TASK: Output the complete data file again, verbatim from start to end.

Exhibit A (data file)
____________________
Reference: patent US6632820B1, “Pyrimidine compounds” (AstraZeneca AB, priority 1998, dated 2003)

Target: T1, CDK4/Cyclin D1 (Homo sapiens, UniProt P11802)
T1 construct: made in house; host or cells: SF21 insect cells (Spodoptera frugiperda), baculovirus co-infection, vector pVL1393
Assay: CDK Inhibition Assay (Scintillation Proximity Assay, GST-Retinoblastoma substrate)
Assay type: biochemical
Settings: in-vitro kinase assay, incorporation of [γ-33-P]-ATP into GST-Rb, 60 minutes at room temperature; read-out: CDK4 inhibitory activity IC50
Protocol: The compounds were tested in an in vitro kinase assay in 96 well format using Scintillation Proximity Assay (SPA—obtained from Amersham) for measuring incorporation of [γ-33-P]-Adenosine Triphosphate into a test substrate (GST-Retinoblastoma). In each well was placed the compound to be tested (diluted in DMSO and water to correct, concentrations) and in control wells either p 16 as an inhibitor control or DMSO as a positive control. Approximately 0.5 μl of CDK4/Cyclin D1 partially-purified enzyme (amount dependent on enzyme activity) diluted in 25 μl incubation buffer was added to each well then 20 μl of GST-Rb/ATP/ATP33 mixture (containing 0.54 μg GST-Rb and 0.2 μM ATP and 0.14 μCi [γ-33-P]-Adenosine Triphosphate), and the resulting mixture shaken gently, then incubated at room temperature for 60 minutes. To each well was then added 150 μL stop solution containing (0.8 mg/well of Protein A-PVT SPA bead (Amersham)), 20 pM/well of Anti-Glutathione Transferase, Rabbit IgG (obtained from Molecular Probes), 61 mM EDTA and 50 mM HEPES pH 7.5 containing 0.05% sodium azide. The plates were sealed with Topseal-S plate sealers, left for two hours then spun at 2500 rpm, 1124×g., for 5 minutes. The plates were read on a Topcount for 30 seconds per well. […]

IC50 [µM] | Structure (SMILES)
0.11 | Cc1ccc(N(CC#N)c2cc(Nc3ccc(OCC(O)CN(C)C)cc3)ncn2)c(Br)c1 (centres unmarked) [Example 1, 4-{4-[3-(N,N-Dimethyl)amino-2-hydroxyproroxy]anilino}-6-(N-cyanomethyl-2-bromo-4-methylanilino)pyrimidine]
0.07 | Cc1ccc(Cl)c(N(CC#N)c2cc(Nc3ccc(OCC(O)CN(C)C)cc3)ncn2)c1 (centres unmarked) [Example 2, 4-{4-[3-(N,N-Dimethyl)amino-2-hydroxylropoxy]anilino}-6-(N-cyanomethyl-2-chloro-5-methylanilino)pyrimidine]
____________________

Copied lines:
Reference: patent US6632820B1, “Pyrimidine compounds” (AstraZeneca AB, priority 1998, dated 2003)

Target: T1, CDK4/Cyclin D1 (Homo sapiens, UniProt P11802)
T1 construct: made in house; host or cells: SF21 insect cells (Spodoptera frugiperda), baculovirus co-infection, vector pVL1393
Assay: CDK Inhibition Assay (Scintillation Proximity Assay, GST-Retinoblastoma substrate)
Assay type: biochemical
Settings: in-vitro kinase assay, incorporation of [γ-33-P]-ATP into GST-Rb, 60 minutes at room temperature; read-out: CDK4 inhibitory activity IC50
Protocol: The compounds were tested in an in vitro kinase assay in 96 well format using Scintillation Proximity Assay (SPA—obtained from Amersham) for measuring incorporation of [γ-33-P]-Adenosine Triphosphate into a test substrate (GST-Retinoblastoma). In each well was placed the compound to be tested (diluted in DMSO and water to correct, concentrations) and in control wells either p 16 as an inhibitor control or DMSO as a positive control. Approximately 0.5 μl of CDK4/Cyclin D1 partially-purified enzyme (amount dependent on enzyme activity) diluted in 25 μl incubation buffer was added to each well then 20 μl of GST-Rb/ATP/ATP33 mixture (containing 0.54 μg GST-Rb and 0.2 μM ATP and 0.14 μCi [γ-33-P]-Adenosine Triphosphate), and the resulting mixture shaken gently, then incubated at room temperature for 60 minutes. To each well was then added 150 μL stop solution containing (0.8 mg/well of Protein A-PVT SPA bead (Amersham)), 20 pM/well of Anti-Glutathione Transferase, Rabbit IgG (obtained from Molecular Probes), 61 mM EDTA and 50 mM HEPES pH 7.5 containing 0.05% sodium azide. The plates were sealed with Topseal-S plate sealers, left for two hours then spun at 2500 rpm, 1124×g., for 5 minutes. The plates were read on a Topcount for 30 seconds per well. […]

IC50 [µM] | Structure (SMILES)
0.11 | Cc1ccc(N(CC#N)c2cc(Nc3ccc(OCC(O)CN(C)C)cc3)ncn2)c(Br)c1 (centres unmarked) [Example 1, 4-{4-[3-(N,N-Dimethyl)amino-2-hydroxyproroxy]anilino}-6-(N-cyanomethyl-2-bromo-4-methylanilino)pyrimidine]
0.07 | Cc1ccc(Cl)c(N(CC#N)c2cc(Nc3ccc(OCC(O)CN(C)C)cc3)ncn2)c1 (centres unmarked) [Example 2, 4-{4-[3-(N,N-Dimethyl)amino-2-hydroxylropoxy]anilino}-6-(N-cyanomethyl-2-chloro-5-methylanilino)pyrimidine]